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Minnesota grains help fuel U.S. vodka movement

CVEC General Manager Mike Jerke

MinnPost photo by John Fitzgerald

CVEC General Manager Mike Jerke says providing beverage-grade alcohol is a “fairly unique niche for a company making fuel, but it’s not unique.”

BENSON – The truck traffic near the Chippewa Valley Ethanol Company is constant. Trucks loaded with grain drive into the facility, in west central Minnesota just west of Benson, and tankers loaded with ethanol drive out. Surrounded by a security fence and fields waiting for spring planting, the ethanol plant looks like a Hollywood version of the typical Midwestern rural factory.

But ethanol isn’t the only liquid being produced by the 49 employees in this plant. CVEC and its 930 farmers are also one of the nation’s premier providers of beverage-grade alcohol, especially organic wheat, rye and corn alcohol used to make vodka. Its work with organic farms has been cited as a factor in its success.

“I don’t know much about the ethanol business, but I can tell you they distill a very good vodka,” said Joe Magliocco, president of Chatham Imports in New York City. Chatham produces Crop Vodka, one of five that come from CVEC.

Shakers Vodka — whose Blaine-based owner, Infinite Spirits, declared Chapter 7 bankruptcy last month — was the first. Formed by five owners of Pete’s Wicked Ale in 2001, they came to CVEC and asked it to produce a small batch of distilled, beverage-grade alcohol.

“We distill it down for them to a specified proof, and then they distill it further to their proprietary level,” said CVEC General Manager Mike Jerke. CVEC created an offshoot, Glacial Grain Spirits, to market its product.

Shakers vodka products did well for a while — selling their wheat- and rye-based vodkas and rose, violet and summer vodkas in 19 states — but, according to a 2011 article in the TC Daily Planet, distribution dropped off and sales at $30 per bottle were spotty after the economy fell in 2008.

Loyal following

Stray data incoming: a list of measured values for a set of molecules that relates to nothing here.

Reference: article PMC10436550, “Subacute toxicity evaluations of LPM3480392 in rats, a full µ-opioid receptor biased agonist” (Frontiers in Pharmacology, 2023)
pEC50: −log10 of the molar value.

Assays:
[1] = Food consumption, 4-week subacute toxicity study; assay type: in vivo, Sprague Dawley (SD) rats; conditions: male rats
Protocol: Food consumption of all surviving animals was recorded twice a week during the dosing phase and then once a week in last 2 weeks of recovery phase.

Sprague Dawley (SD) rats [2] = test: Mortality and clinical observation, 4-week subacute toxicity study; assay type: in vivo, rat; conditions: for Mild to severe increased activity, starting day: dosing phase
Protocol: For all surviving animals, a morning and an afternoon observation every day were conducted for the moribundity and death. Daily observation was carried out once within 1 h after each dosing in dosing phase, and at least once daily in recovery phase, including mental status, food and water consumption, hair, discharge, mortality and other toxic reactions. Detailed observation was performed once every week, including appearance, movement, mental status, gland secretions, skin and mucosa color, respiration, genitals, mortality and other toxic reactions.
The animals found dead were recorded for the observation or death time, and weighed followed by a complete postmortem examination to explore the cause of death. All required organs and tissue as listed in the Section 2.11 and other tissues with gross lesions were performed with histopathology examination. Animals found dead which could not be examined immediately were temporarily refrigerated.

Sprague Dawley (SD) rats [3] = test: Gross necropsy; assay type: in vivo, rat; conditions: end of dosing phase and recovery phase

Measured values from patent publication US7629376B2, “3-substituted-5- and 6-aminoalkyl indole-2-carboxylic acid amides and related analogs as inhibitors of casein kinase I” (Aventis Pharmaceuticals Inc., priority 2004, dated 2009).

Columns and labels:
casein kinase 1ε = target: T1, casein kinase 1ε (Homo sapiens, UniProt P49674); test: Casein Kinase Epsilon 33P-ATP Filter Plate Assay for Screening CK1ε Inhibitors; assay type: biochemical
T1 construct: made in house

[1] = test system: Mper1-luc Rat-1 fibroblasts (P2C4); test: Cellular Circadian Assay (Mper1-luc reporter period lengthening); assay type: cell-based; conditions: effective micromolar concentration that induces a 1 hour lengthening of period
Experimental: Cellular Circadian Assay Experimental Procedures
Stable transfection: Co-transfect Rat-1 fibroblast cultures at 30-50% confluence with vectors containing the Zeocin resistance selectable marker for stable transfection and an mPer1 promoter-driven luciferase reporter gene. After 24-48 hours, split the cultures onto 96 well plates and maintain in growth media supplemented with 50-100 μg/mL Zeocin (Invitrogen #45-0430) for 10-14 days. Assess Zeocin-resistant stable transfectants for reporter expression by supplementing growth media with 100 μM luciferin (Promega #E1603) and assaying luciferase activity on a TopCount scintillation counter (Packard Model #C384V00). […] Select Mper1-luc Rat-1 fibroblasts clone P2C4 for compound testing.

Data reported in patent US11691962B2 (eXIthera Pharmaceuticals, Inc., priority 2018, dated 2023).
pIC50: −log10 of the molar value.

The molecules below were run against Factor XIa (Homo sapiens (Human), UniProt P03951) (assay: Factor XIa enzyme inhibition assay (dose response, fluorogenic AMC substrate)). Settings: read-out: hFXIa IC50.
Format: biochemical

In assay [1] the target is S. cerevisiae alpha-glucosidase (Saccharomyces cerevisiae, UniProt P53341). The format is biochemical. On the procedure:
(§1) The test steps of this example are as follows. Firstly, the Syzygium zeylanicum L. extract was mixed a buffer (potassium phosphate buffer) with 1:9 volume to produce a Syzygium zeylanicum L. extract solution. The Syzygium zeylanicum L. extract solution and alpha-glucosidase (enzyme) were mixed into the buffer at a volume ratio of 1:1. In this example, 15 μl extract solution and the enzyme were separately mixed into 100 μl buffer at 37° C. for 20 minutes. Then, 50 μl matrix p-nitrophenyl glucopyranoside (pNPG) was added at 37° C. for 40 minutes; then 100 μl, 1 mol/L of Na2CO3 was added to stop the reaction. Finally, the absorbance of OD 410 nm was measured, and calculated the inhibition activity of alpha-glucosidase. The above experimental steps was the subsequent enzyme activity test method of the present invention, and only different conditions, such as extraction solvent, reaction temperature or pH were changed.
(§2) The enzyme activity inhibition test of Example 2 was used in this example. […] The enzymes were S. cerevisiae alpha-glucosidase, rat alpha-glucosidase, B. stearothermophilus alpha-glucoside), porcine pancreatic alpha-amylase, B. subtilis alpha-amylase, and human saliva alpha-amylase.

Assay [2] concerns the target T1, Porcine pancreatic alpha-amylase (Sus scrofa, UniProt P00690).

Calls to Shakers' management weren’t returned for this article, but its distributor, Susanne Heun of Heun Enterprises in Hillsboro, Wis., said the vodka is still available and has a loyal following, especially in Minnesota and Wisconsin.

“Unfortunately, we didn’t do enough volume to keep going,” she said. “We just didn’t sell as much as the foreign brands. But I think someone is going to pick up this company for a great value and run with it. They’ll keep it all American and have a heck of a brand.”

Shakers trustee R. Richard Stermer of Montevideo said Shakers hasn’t produced vodka since last March and that there will be an auction for the brand; a date has not yet been set.

In the meantime, CVEC isn’t sweating vodka bullets. Jerke said industrial-grade ethanol amounts to about 10 percent of his business. Of that 10 percent, about 5 percent is beverage-grade alcohol. The industrial-grade product is used in items such as cosmetics and hand sanitizers, while lower grades are used in such things as pesticides and herbicides. CVEC also sells protein and fat byproducts for use in feeds and biodiesel.

“We want to be diversified across the product stream,” Jerke said. “While the industrial ethanol uses might not support the whole operation, it will give us profitability during peaks and valleys that other ethanol companies might not see.”

A nice niche

In fact, producing beverage-grade alcohol has proven to be a nice niche for CVEC. Jerke isn’t giving away any numbers, but he will say that last year the plant produced 48 million gallons of ethanol. When pressed, Jerke said, “Think of it this way: If you’re making vodka, a tanker loaded with 7,000 gallons would go a long way.”

He said providing beverage-grade alcohol is a “fairly unique niche for a company making fuel, but it’s not unique.” Factories in Kansas and Iowa are producing the alcohol, and Archer-Daniels-Midland has its hands in the pie as well, he said.

But few of them are offering organically grown products like CVEC. That’s why other vodkas, like Crop Harvest Earth vodka, uses Minnesota corn and touts its organic qualities in Crop Organic Artisanal, Crop Organic Cucumber and Crop Organic Tomato vodkas.

“CVEC is a very good distiller,” Magliocco of Chatham Imports said. “Geographically, it’s very advantageous for us to use CVEC because they work with nearby organic farms, and we batch and bottle at United States Distilled Products in Princeton.” Crop vodka sells throughout the United States and is now marketing in China, Magliocco said.

Other organic brands

Minneapolis-based Phillips Distilling Company’s Prairie Organic Vodka buys its alcohol from CVEC, as does Green Mountain Distillers in Vermont for its Original Organic Sunshine, Organic Lemon and Organic Orange vodkas.

While Crop, Green Mountain and Phillips are relatively small companies, no one can make that claim about alcohol giant Diageo. It buys alcohol for its Moon Mountain Vodka from CVEC and produces artisanal, coastal citrus and wild raspberry flavors of vodka. Some of Diageo’s other brands include Crown Royal, Johnnie Walker, J&B, Windsor, Smirnoff, Baileys, Captain Morgan, Jose Cuervo, Tanqueray and Guinness.

No less an expert than Steve Wilk, general manager at Surdyk’s in Minneapolis, says that CVEC products do well. Although you can’t find Crop, Green Mountain or Moon Mountain there, he said both Shakers and Prairie Organic are on the shelves. He lamented the downfall of Shakers, but said Prairie Organic is “a real consistent seller for us. Because it’s organic, it does exceedingly well.”

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